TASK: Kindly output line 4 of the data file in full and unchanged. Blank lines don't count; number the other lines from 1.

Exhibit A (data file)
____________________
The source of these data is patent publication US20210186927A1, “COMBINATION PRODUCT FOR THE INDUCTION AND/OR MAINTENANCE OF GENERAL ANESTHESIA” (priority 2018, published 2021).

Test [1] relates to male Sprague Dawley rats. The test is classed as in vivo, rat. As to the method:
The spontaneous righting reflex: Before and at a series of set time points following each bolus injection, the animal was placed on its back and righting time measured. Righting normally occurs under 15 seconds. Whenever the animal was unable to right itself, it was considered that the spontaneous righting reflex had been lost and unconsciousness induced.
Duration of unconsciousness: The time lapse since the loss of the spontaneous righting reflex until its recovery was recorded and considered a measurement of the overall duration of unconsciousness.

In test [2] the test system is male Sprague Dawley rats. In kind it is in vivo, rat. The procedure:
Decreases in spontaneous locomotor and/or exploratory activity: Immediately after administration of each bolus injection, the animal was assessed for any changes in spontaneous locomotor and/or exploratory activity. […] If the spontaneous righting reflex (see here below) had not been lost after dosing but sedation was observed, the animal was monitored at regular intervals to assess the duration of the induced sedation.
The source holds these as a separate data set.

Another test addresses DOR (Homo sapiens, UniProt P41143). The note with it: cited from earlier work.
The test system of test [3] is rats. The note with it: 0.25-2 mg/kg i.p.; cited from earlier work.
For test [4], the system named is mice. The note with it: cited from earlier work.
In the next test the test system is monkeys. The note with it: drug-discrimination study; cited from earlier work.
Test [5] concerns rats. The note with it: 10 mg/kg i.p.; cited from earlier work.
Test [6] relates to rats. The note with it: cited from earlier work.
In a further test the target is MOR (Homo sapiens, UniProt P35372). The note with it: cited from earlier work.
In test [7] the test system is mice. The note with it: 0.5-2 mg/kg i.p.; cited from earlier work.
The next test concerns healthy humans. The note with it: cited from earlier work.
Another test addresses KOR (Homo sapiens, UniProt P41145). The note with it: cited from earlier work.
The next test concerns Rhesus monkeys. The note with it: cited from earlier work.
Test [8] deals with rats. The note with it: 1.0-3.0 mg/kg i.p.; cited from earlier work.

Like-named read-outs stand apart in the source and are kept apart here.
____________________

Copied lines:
Duration of unconsciousness: The time lapse since the loss of the spontaneous righting reflex until its recovery was recorded and considered a measurement of the overall duration of unconsciousness.